Record Cold Could Hit Massachusetts This Weekend

In the midst of an unseasonably warm fall, an arctic front is poised to sweep through Boston.

A snowy street lined with brick buildings

Photo by Madeline Billis

Ask a teen: Being chill is good.

Ask someone who wishes they were in Miami: Being chill is bad.

Ask a meteorologist: We’re all going to be chill very soon.

Yes, despite Monday’s unusually warm 70-degree high temperatures, Massachusetts will be hit with cold blast of air on Thursday, and the weather pendulum in some areas could swing toward record lows. According to the National Weather Service in Taunton, wind gusts of up to 30 mph are likely to sweep through the region as temperatures fall to the 20s in western Massachusetts and the low 30s closer to the Atlantic as the week goes on.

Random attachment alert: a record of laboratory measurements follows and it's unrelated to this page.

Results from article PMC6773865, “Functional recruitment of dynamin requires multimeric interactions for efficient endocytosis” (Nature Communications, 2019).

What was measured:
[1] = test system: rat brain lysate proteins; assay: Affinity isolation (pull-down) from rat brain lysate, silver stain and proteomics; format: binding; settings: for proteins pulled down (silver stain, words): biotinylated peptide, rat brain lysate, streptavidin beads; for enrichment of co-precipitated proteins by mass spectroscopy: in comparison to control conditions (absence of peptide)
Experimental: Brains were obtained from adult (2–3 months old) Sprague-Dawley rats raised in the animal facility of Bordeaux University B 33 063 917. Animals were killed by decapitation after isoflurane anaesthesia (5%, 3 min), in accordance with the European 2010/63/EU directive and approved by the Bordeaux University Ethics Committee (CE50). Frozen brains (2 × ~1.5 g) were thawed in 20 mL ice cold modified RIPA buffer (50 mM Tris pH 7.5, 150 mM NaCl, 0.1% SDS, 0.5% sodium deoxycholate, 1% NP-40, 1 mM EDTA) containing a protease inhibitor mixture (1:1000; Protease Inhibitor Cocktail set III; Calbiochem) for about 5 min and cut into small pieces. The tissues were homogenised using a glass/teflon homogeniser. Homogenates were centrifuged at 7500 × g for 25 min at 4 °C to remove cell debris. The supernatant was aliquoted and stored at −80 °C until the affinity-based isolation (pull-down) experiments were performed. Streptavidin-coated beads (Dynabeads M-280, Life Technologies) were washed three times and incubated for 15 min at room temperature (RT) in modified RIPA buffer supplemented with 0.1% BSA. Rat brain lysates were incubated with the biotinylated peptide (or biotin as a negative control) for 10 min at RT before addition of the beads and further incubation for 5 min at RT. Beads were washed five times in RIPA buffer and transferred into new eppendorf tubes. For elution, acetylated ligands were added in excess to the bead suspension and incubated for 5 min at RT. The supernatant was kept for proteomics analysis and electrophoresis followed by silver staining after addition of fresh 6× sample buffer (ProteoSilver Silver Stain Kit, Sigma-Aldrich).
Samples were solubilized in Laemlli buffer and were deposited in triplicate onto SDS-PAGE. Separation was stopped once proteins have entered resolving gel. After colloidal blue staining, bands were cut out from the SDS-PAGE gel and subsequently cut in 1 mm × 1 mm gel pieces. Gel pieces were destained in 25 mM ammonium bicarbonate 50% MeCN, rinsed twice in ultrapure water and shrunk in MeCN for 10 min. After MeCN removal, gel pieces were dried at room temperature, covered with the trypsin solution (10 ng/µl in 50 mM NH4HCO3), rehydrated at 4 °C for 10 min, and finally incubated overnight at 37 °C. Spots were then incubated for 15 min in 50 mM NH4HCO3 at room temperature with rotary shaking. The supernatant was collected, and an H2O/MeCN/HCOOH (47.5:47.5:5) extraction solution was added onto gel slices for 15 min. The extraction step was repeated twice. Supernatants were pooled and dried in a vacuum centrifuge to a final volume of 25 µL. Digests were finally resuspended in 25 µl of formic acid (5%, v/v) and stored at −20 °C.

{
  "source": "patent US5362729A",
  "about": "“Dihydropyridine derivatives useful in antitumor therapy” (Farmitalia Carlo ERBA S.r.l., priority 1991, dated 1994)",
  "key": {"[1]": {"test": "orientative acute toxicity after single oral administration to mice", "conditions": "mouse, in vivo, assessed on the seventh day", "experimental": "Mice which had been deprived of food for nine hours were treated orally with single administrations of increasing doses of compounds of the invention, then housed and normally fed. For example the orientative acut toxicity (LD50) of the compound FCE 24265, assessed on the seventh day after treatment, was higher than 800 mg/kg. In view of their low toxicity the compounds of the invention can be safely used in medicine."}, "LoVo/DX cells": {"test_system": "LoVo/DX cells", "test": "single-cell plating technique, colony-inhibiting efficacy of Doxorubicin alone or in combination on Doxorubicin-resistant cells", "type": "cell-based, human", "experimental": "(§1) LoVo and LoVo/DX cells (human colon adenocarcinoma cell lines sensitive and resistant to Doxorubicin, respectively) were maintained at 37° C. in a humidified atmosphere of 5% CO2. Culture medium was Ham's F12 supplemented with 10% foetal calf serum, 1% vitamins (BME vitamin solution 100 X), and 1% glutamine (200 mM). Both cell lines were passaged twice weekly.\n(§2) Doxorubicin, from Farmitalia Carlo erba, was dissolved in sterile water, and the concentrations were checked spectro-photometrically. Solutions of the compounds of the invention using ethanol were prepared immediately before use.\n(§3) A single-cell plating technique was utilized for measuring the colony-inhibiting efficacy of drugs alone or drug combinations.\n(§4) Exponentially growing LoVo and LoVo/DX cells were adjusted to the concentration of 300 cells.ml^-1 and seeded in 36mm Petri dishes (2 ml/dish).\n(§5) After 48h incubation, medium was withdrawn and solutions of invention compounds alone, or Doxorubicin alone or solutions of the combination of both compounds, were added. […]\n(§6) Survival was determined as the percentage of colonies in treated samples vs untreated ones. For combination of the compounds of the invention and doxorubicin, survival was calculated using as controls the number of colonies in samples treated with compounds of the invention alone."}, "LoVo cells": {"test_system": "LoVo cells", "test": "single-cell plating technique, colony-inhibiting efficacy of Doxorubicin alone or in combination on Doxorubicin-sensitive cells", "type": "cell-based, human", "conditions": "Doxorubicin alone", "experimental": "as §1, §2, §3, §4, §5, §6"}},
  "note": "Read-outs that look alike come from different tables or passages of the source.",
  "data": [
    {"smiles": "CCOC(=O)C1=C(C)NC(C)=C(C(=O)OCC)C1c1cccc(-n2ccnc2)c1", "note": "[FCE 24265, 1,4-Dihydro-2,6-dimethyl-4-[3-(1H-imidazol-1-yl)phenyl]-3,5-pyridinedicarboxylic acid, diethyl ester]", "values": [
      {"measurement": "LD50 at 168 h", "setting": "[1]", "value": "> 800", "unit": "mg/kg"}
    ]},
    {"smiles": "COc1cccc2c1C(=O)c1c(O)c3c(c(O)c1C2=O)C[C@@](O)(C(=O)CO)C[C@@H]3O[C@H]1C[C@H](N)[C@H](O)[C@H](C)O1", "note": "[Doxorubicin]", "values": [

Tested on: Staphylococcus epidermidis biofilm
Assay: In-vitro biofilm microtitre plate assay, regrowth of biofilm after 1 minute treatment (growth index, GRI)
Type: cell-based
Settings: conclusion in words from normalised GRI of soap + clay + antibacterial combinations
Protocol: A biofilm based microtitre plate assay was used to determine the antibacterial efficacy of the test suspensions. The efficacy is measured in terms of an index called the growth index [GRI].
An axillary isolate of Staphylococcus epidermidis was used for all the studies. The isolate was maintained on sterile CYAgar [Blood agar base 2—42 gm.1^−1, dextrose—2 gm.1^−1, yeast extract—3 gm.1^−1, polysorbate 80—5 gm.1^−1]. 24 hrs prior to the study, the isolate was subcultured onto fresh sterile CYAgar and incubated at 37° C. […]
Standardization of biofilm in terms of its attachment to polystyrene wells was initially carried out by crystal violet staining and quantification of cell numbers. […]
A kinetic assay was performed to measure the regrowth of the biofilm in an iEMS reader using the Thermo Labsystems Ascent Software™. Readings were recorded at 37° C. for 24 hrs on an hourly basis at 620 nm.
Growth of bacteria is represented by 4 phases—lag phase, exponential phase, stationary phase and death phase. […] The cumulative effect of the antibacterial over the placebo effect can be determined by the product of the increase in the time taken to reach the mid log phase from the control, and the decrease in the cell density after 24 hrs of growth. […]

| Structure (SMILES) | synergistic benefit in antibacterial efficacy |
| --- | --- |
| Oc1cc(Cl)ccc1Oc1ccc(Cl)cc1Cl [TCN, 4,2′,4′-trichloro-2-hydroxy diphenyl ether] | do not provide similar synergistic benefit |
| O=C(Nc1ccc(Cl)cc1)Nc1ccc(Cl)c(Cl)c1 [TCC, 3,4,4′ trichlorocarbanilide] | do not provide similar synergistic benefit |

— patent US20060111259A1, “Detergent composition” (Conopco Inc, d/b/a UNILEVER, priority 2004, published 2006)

But before the cold train comes rumbling into Boston’s station, the city could tie a record that has stood since Lyndon Johnson was president. Meteorologists predict the temperature will remain above 40 degrees until the clock strikes midnight Monday, the 201st day in a row the mercury has refrained from plunging into the 30s. The last time it was below 40 degrees in Boston was April 19, the day the Patriots visited the White House to celebrate their Super Bowl victory.

Boston’s fall has been notably warmer than usual, and this year was the second-warmest October on record in the Hub. The above-40 streak was nearly broken on October 17, when temperatures plummeted to the 40-degree mark but remained above the threshold.

This weekend, however, that will likely change. According to the National Weather Service, an arctic front could lead to a sprinkle of rain or snow on Thursday night and bring in significantly cooler temperatures for Friday and Saturday. Boston’s historic November temperature average is just south of 45 degrees, with a record low of negative 2 degrees coming on November 20, 1875. This weekend probably won’t be so direly chilly, but it may finally be time to shake the cobwebs off your pea coat and reunite with that $5 bill you left in your pocket last spring.